Loranne Vella | Shedding light on the complexity of feminism

Maltese writer, translator and winner of best novel at the National Book Prize 2023 for ‘Marta Marta,’ Loranne Vella speaks to LAURA CALLEJA on the process of crafting an award-winning book, as well as her journey as a writer

Loranne Vella (2018)
Loranne Vella (2018)

Could you tell us about your trajectory as a writer? 

I describe myself today as a writer, editor and translator, but this comes after some 14 years working exclusively in theatre. It was only when I left Malta to work as a translator at the European Parliament in 2005 that I made the shift from theatre to literature. I took small steps at first, and for the first 5-7 years I wrote only books for children and adolescents. I was amazed to see that they were quite a success, both with readers and with the judges of the National Book Prize. Around 2012 I felt confident enough to start working on a literary novel not aimed at a young audience, and this resulted in 'Rokit' which came out in 2017 and won the National Book Prize the following year. During this time I was still translating children’s books from French and Spanish into Maltese. However, after 'Rokit', I felt the need to start moving away from children’s literature and focus mainly on literary work.

The following work was 'mill-bieb ’il ġewwa', a collection of short stories. These were written because after 'Rokit,' I felt the need to write stories which would not take me five years to finish. However, while I was in search of a publisher for this collection, I decided to take a break from writing and work in performance for a while. This led to the creation of a performance group called Barumbara Collective in Brussels in 2017 with whom I worked on an interdisciplinary performance at Valletta Contemporary in 2018, titled Verbi: mill-bieb ’il ġewwa. Once the story collection did find a publisher (Ede Books in 2019) I could start focusing once again on working on a full-length novel—Marta Marta—which I wrote between 2019 and 2022. In 2023, Joe Gatt and I created Aphroconfuso (https://aphroconfuso.mt), an online literary journal in Maltese, of which I am also a co-editor and regular contributor. I am, however, also working on a new novel.

What was the process of crafting your award-winning book like?

'Marta Marta' was written mostly during the Covid years, so it was the result of endless months at home reading and writing. It was also the time when I decided to read mostly French literature and theory in the original, something which is immediately felt once you read 'Marta Marta'. The idea behind this was that I wanted to add a different layer to the feminist activism that I was seeing happening in Malta, which was mostly borrowing from theories from the US and the UK (readily available to us in English).

How did it feel to win the National Book Prize in 2023? Why is the NBP particularly important to 'Marta Marta'? 

I’m always happy to see my work rewarded with a prize, obviously.  But there are other rewards that make me very happy, such as when readers get in touch with me to tell me how they felt while reading my work. 'Marta Marta' is not just a story but also a political work, as I believe all literature should be to some extent. It is not simply throwing light on how things are—in this case, in terms of gender oppression in Malta—but also about how things could be different. Most of my writing is about how to find freedom from oppression. Rokit was about political oppression whereas Magna Mater was, among other things, about bullying. 'Marta Marta'  is about the different oppressions related to gender. The access to legal abortion, for example, is still not available in Malta and if a novel like 'Marta Marta'  could help change this unhappy situation, I would consider that to be a success for me as a writer. So perhaps the visibility awarded to this novel by the National Book Prize is one way of making this more possible.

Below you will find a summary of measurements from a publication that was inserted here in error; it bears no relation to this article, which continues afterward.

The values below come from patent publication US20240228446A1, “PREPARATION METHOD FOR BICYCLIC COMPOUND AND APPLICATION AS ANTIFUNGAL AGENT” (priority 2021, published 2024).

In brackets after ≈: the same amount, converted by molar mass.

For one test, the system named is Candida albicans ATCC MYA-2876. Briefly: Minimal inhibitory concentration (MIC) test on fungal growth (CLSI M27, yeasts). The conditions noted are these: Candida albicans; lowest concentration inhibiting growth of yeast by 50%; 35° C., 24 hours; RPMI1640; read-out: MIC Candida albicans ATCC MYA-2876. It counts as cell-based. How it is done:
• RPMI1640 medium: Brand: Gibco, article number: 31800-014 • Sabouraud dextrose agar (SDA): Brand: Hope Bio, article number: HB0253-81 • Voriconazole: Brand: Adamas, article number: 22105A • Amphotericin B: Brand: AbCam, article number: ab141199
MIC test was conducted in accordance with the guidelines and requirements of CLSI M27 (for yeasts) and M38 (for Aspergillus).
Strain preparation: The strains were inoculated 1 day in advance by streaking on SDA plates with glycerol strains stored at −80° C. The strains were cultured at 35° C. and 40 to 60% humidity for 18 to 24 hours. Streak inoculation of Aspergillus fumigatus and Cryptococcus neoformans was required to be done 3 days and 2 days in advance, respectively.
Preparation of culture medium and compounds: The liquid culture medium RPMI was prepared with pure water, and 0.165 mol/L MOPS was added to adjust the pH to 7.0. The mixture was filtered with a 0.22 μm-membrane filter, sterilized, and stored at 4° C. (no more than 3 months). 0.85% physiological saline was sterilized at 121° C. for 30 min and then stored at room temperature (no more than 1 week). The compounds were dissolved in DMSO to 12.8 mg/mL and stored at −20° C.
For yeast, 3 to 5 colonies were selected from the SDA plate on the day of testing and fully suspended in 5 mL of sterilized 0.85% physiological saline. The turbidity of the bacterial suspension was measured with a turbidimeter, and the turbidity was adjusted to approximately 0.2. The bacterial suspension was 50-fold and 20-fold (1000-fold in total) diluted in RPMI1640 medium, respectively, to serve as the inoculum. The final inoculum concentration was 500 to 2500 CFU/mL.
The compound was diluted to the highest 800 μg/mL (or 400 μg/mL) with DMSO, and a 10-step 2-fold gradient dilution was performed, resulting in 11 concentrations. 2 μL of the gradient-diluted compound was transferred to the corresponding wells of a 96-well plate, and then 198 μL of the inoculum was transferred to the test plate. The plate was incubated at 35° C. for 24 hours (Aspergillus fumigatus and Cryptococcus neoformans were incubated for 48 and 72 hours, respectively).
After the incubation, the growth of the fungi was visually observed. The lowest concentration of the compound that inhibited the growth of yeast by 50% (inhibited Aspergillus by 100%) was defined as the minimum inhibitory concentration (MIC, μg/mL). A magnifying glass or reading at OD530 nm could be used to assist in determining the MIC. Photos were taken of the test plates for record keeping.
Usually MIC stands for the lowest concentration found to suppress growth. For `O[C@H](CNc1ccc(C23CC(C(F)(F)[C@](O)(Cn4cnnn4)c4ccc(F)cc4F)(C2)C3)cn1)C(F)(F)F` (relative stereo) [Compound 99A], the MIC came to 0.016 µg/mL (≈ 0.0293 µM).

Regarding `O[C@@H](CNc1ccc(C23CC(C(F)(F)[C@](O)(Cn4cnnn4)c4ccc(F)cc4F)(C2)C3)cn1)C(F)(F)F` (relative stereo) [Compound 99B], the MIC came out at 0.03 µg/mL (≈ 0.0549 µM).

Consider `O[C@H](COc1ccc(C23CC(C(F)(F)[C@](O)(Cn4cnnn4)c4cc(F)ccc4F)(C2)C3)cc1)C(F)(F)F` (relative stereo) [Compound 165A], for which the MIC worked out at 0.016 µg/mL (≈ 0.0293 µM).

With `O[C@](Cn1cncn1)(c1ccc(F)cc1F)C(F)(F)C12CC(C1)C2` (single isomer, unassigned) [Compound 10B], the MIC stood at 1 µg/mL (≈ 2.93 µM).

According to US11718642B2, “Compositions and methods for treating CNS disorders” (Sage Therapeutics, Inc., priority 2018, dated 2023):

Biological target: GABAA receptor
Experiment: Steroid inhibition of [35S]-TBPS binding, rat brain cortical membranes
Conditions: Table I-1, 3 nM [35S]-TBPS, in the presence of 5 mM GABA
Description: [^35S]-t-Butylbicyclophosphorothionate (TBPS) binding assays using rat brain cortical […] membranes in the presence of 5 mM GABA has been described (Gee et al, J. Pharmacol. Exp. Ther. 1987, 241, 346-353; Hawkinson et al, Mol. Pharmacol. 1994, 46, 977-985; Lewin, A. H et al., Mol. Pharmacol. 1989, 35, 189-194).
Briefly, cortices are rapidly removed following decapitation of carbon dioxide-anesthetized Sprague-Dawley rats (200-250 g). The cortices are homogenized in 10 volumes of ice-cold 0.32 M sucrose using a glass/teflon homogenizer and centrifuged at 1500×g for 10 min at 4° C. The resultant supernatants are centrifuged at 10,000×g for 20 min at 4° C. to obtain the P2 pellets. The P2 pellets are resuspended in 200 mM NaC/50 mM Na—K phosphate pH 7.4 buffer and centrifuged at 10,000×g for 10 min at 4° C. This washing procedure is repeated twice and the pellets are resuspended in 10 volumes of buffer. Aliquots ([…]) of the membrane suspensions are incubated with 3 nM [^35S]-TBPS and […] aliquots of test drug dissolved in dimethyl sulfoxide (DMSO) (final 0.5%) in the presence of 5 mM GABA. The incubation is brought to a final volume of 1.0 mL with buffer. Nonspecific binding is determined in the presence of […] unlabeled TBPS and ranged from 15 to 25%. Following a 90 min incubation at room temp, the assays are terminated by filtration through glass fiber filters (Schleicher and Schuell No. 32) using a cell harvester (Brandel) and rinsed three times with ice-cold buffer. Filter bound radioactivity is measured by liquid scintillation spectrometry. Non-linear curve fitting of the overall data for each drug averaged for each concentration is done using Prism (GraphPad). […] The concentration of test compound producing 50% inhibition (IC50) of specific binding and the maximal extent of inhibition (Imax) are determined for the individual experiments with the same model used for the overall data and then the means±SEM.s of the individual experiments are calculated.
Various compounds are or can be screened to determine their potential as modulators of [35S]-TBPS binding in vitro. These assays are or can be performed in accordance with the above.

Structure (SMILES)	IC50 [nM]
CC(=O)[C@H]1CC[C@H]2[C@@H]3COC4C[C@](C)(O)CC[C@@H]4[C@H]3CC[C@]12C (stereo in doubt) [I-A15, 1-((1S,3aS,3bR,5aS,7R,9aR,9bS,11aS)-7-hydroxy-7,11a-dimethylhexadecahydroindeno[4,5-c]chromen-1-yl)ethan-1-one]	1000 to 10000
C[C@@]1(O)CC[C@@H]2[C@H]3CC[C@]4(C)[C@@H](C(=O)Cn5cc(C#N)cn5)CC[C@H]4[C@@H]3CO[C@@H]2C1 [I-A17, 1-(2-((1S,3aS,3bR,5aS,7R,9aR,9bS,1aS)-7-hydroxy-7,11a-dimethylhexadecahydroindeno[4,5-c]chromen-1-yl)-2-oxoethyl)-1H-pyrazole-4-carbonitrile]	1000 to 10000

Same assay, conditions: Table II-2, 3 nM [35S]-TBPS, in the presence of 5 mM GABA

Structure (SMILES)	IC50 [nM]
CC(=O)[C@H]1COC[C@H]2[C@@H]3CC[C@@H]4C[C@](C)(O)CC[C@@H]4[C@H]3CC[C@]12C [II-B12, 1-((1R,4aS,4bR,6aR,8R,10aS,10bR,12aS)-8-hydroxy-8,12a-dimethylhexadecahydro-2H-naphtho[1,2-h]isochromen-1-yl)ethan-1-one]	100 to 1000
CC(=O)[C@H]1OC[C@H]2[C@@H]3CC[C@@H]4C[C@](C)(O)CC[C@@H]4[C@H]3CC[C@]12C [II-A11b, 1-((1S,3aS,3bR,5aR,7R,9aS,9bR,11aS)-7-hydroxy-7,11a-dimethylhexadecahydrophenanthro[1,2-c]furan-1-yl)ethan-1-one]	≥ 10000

Who are some of your favourite Maltese authors working today?

As the co-editor of Aphroconfuso, I am in contact with new writing in Maltese on a daily basis, and I can say that there are quite a number of amazingly good writers who are writing in Maltese today. Some have already been published elsewhere, such as Ryan Falzon’s 'Sajf', or Warren Bartolo’s translation of Sappho’s fragments, Noah Fabri’s 'Dar Imħawra' or Rowena Grech’s 'Ktieb tas-Sħaħar'. Not to mention the poetry of Antoine Cassar, Matthew Schembri, Leslie Vassallo, Matteo Pullicino and Maria Theuma. Then there are those who are writing in Maltese for the first time—such as Omar N’Shea, Davinia Hamilton, Romeo Roxman Gatt, Jimmy Grima, Karl Baldacchino and Joe Gatt, to name a few. Their work is really amazing and I’m very excited to have this opportunity of reading them, and of editing and publishing their work in the journal.

What’s next for you? 

I am currently working on a new novel which has no title yet. It is about the idea of getting out of the house and walking, away from home, away from the city and from all the comfort it offers. I am documenting this writing journey in a diary, entries of which are published every two months on Aphroconfuso. This diary entry appointment is my way of making sure that I write regularly and that I make progress with writing my novel. Because writing is like walking, one step after another, and after a long while you look back and you see that you’ve ventured quite far already.

In collaboration with the National Book Council, MaltaToday will be interviewing the winners of the 2023 National Book Prize and Terramaxka Prize for children and young adults. More information regarding the awards can be found at ktieb.org.mt/